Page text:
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search results for “gloomy”
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You searched for ‘gloomy’, which matched 11 songs.
click - person recommending, year, performer, songtitle - to see more recommendations.
"hotel room"  performed by richard hawley  2005
Recommended by kohl [profile]

his voice is almost gloomy, but in a striking and haunting way. it does fit the mood of the song--it sounds earnest and intense without being too singer-songwriter-y.


available on CD - coles corner


Always crashing in the same car  performed by David Bowie  1977
Recommended by delicado [profile]

I'm just reacquainting myself with the entire Low album after buying it on CD (my LP has been out of my reach for a few years). It really is utter genius. If they were in any other context, I don't imagine I would enjoy some of the guitar solos featured in this song. Here, they work brilliantly though. The musical basis of 'always crashing in the same car' is quite simple, but the superb musical performances and odd, otherworldly production give it an incredible richness. Bowie's vocal is mournful, and doesn't dominate the track.

from Low, available on CD (RCA)



  frmars: The sound on Low is so particuliar thanks to Brian Eno's collaboration. Same with Bowie's "Heroes" and "Lodger". 3 albums known as the Berlin trilogy. Listen to Brian Eno's solo stuff and shoot in stars...
Im 80 Stockwerk  performed by Hildegard Knef  1970
Recommended by delicado [profile]

A stunning piece of pop, one of a few great and really hip sounding tracks Hildegard Knef recorded around this time. This sounds like a Bacharach song made even cooler, stripped down to its essentials. Knef�s smoky, detached vocals add to the effect to make this a real winner.

from Knef (Decca)
available on CD - Get Easy vol 4 (Motor music)




  scrubbles: I've been digging this one a lot lately and even put it on my latest mix disc. Way funky - imagine what an enterprising drag queen could do with this!
  AndreasNystrom: Yes, very good song. Love it as well as her other song "dieser herren..."
  heimwehblues: A new version of this song was produced in 2001, CD "17 Millimeter", it's a marvellous modern song...
Repined bastard nation  performed by Satyricon  2002
Recommended by olli [profile]

Satanist surf rock! (or a reasonable facsimile of that would sound like, anyway.)
From the land of polar bears and fjords
comes this insanely massive-sounding piece of black metal with a heavy dose of Dick Dale influences. It's quite poppy for a black metal tune, if you can see past the growling. I have to admit I've never actually listened too closely to the lyrics, i'm sure they're very misantrophic and gloomy and all, but this song feels very uplifting to me somehow. same thing as with Primal Scream's Detroit and Ennio Morricone's Magic and Extacy, i guess.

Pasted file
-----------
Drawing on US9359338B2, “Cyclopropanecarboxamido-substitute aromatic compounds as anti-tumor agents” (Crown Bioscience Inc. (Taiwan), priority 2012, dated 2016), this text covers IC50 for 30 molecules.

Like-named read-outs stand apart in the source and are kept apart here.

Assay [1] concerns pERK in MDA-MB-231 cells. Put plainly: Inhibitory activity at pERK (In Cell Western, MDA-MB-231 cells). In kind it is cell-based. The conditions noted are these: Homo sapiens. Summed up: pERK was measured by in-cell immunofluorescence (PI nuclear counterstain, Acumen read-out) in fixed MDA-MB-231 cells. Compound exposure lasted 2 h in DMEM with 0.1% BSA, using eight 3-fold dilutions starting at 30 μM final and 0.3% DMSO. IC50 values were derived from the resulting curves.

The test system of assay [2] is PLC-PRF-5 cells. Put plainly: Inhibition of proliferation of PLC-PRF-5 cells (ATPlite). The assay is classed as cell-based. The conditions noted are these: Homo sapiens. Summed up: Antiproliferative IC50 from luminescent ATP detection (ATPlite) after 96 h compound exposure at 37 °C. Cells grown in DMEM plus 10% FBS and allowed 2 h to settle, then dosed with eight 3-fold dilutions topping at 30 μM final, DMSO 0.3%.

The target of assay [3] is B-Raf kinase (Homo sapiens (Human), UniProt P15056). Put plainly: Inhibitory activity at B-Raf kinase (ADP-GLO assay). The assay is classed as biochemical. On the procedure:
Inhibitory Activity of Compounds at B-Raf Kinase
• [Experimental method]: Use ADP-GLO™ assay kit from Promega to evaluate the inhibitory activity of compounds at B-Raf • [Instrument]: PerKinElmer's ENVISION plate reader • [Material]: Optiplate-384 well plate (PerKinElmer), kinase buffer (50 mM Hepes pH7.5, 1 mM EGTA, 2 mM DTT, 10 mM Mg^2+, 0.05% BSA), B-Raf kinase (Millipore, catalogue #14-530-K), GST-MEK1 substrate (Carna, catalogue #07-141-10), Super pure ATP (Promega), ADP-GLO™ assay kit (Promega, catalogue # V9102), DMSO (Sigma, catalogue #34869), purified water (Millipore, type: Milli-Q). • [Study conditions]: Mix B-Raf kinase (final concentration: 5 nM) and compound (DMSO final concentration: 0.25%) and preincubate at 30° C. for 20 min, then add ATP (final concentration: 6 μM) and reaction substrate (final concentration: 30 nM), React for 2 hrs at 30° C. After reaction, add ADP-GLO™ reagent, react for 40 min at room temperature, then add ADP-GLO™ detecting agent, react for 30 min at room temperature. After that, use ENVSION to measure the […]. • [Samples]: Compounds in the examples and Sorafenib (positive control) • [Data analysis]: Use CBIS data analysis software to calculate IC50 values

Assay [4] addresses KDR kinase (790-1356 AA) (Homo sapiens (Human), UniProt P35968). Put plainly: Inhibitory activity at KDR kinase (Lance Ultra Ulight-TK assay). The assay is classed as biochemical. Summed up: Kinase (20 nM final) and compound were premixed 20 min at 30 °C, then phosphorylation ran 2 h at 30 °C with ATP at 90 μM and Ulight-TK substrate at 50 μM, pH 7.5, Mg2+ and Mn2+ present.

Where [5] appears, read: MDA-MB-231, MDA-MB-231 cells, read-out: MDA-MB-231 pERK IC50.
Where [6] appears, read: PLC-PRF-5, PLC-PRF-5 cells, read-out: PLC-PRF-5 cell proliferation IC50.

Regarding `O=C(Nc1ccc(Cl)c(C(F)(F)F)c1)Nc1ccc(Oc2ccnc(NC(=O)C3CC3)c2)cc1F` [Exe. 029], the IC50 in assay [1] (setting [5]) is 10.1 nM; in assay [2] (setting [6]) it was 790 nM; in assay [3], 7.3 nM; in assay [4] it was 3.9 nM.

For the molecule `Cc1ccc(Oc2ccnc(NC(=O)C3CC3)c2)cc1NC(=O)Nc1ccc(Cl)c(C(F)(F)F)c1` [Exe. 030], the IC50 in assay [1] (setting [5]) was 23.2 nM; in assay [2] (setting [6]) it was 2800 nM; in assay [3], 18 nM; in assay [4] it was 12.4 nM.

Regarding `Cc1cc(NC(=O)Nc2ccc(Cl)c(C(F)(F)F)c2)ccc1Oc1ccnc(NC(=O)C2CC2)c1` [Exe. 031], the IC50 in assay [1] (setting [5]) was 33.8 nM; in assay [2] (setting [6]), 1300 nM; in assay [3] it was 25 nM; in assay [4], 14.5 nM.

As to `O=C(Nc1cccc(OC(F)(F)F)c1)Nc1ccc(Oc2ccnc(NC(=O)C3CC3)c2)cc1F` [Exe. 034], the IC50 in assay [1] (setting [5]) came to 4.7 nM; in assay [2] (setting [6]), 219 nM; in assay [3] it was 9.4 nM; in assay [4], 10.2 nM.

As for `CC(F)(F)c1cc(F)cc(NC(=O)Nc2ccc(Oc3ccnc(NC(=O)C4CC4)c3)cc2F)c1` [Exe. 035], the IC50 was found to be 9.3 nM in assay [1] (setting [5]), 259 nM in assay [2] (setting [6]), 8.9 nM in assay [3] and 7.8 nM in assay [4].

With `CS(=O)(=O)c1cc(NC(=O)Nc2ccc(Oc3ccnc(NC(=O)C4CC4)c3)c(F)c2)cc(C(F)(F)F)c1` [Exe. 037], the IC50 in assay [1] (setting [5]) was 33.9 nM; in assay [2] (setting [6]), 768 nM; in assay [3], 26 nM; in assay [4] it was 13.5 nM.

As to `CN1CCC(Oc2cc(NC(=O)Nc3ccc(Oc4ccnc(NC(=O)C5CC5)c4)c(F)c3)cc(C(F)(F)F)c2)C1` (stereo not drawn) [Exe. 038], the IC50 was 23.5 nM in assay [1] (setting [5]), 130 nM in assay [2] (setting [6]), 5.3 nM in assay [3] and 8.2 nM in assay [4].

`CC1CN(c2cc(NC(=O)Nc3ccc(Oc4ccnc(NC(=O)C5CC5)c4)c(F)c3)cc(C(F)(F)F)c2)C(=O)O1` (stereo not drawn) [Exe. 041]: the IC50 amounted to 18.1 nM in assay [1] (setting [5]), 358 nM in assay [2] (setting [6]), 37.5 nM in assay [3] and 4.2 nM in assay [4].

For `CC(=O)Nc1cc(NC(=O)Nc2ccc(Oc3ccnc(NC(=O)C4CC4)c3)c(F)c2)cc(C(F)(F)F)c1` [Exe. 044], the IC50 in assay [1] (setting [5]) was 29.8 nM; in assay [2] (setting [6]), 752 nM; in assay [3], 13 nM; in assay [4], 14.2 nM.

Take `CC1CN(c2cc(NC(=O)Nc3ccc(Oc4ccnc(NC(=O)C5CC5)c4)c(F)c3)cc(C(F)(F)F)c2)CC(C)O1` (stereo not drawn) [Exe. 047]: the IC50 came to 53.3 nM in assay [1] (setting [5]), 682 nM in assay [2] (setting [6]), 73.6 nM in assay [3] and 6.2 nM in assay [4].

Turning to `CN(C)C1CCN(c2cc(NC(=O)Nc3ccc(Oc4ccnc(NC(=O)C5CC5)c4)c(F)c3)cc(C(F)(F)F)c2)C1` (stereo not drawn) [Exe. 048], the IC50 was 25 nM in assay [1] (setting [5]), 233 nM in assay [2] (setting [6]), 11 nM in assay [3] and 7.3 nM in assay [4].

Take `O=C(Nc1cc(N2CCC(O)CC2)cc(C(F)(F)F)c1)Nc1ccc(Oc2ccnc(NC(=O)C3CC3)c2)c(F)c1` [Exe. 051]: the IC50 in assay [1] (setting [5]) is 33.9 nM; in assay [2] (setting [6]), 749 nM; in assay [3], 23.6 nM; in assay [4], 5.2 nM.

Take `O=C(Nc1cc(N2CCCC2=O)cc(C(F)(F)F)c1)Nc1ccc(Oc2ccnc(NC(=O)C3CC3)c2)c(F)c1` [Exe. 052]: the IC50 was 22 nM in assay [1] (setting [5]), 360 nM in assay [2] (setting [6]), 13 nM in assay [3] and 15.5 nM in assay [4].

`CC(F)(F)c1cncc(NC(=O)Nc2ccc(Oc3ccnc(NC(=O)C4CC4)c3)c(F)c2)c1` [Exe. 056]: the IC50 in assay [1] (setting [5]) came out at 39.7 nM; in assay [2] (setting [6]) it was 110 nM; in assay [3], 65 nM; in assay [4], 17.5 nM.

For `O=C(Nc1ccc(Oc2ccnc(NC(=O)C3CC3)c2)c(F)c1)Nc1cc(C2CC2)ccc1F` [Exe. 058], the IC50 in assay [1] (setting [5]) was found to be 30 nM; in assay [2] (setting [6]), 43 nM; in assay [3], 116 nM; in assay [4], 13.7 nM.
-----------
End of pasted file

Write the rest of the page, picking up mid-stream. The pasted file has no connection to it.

the synth effects round it out nicely, the guitars are fast and furious, and you got to love that drumming.


(One of these days I'm gonna have to make a mixtape with the world's most glaringly insane shifts of tone from one song to the next. This will fit nicely in between Dean Martin and Jean Jaques Perrey...)

from Volcano



roses in the snow  performed by Nico  1969
Recommended by belphegor [profile]

wow, i mean: wow... i've been an avid nico lover for years, having acquired a deep appreciation of her via some claimed proto-goth associations. obscure subcultural praise and all that velvet underground hoop-la aside, her amazing "desertshore" was proof enough that nico was and is a uniquely powerful force in life and art. but this "roses in the snow" diddy just floored me on a first listen. the revolving, minimalist tune of her harmonium must be the loneliest, most disillusioned harmony ever played since "gloomy sunday," and the cryptically profound words the closest thing rock'n'roll ever got to the "book of job." what does this piece really mean to say? not sure really: but somehow, i think it might be something like re-reading a long-departed lover's suicide note on a warm, languid autumn day...

from the marble index, available on CD (elektra)


Seance on a Wet Afternoon  performed by John Barry  1964
Recommended by nighteye [profile]